- Animal studies showed that Aluminium absorptionviathe gastrointestinal tract is usually less than 1%. The main factors influencing absorption are solubility, pH and chemical species (ATSDR, 2008; PHG, 2001; WHO, 1997; JECFA, 2001, 1989).

Human studies indicate that only a small percentage of Aluminium that is normally ingested in the diet and drinking water is absorbed. Most estimates of average gastrointestinal absorption of Aluminium under normal dietary conditions are in the range of 0.1 - 0.6 %, although some human studies indicate that absorption of the more bioavailable forms, particularly complexes of Aluminium with particular carboxylic acids, (e.g.Aluminium citrate), may be on the order of 0.5 - 5 % (ATSDR, 2008; PHG, 2001).

Bioavailability of Aluminium varies mainly due to differences in the form of the ingested compound and dietary constituents (i.e.the kinds and amounts of ligands in the stomach with which absorbable Aluminium species can be formed). Although the range of fractional absorption is low compared to many other chemicals; Aluminium uptake can significantly increase following oral exposure depending on conditions, including long-term ingestion, the presence of certain dietary components such as citrate, and when large quantities are ingested (e.g.during use of antacids) (ATSDR, 2008; PHG, 2001).

Once into the blood, Aluminium is believed to be present almost exclusively in the plasma where it is bound mainly to transferrin and to a lesser extent, also to albumin. It was observed that 89% of the Aluminium in serum is bound to citrate and transferrin which may play a significant role in the distribution of Aluminium (ATSDR, 2008; PHG, 2001; WHO, 1997). Normal levels of Aluminium in serum are approximately 1–3 μg/L (ATSDR, 2008).

There are limited data on distribution of Aluminium in humans but the distribution of Aluminium in animals after oral exposure has been evaluated in a number of studies (ATSDR, 2008). These studies are particularly informative because they demonstrate that, although bioavailability of Aluminium is low, Aluminium tissue concentrations can increase substantially following oral exposure, and provide information on distribution of Aluminium in various tissues. Animal evidence suggests that Aluminium accumulates in the brain (grey matter) where it is preferentially distributed to the hippocampus. In addition to the distribution of Aluminium to the brain, bone, muscle and kidneys of orally exposed animals, there is limited animal evidence indicating that Aluminium has the potential to cross the placenta and accumulate in the foetus and to be distributed to some extent to the milk of lactating mothers (ATSDR, 2008; PHG, 2001).

From human dietary balance studies, it is clear that most of the ingested Aluminium is unabsorbed: Aluminium levels determined in feces ranged from 76 to 98 % of the oral dose (ATSDR, 2008; PHG, 2001). Following ingestion in humans, absorbed Aluminium from the blood is eliminated in the kidney and excreted in the urine (ATSDR, 2008; PHG, 2001; WHO, 1997).

Excretion data collected in animal studies are consistent with the results from human studies where the difference in the excretion rates most likely reflects differences in gastrointestinal absorption.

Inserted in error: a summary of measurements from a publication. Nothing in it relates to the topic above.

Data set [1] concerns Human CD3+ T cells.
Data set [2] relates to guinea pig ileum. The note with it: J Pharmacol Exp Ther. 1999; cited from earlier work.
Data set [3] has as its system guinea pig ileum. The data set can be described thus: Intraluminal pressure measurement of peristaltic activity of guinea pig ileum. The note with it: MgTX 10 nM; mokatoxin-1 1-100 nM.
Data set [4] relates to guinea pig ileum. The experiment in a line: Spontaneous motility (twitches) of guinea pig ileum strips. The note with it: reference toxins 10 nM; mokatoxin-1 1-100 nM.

There is insufficient information to comment on biliary excretion of Aluminium in humans (WHO, 1997).

 

Inhalation exposure

Regarding the aluminium ammonium (bis) sulfate physical state as an inhalable fraction containing powder, human exposure by inhalation should be considered even if the vapour pressure is low.

The granulometry of aluminium ammonium (bis)sulfate showed no detectable particles in the alveolar fraction (< 10 µm) and less than 10% of total particles in the inhalable fraction (< 100 µm). These particles are expected to be exhaled, some are trapped in the nasopharyngeal and upper respiratory areas and deposited in the gastrointestinal tract by mucosal movement and mucocilliary action. Consequently, the toxicity by inhalation is warranted due to the potential for the oral toxicity.

References:

- OECD SIDS Initial Assessment Profile (2004) Ammonium sulfate; CAS N°: 7783 -20 -2. UNEP publication.

- Agency for Toxic Subctances and Disease Registry / ATSDR (2008) Toxicological profile for Aluminium, U. S. Department of Health and Human services,Public Health Service, September 2008, 357 p.

- World Health Organisation / WHO (1997), Environmental Health Criteria n°194 - Aluminium. International Programme on Chemical Safety.

- Public Health Goal / PHG (2001) Aluminium in Drinking Water, April 2001, 74 p.

- Joint FAO/WHO Expert Commitee on Food Additives / JECFA (2001) JECFA / IPCS, INCHEM. Aluminium, 1 p.

- JECFA (1989) JECFA / IPCS, INCHEM. Aluminium, 28 p.

Discussion on absorption rate:

Regarding the Aluminium ammonium (bis) sulfate physical state as water soluble inorganic powder, human exposure by dermal should be considered.

However, neither systemic effect nor local effects are observed during the acute dermal testing, nor in skin and eye irritation studies. Moreover, no sensitisation potential of aluminium ammonium (bis)sulfate was observed in a relevant study. Therefore, local toxicity is not expected after Aluminium ammonium (bis)sulfate exposure by dermal contact. Moreover, considering both the absence of systemic effects during the different testing by dermal route together with the physical state as a high molecular mass powder, no absorption is expected to occur after dermal exposure to Aluminium ammonium (bis) sulfate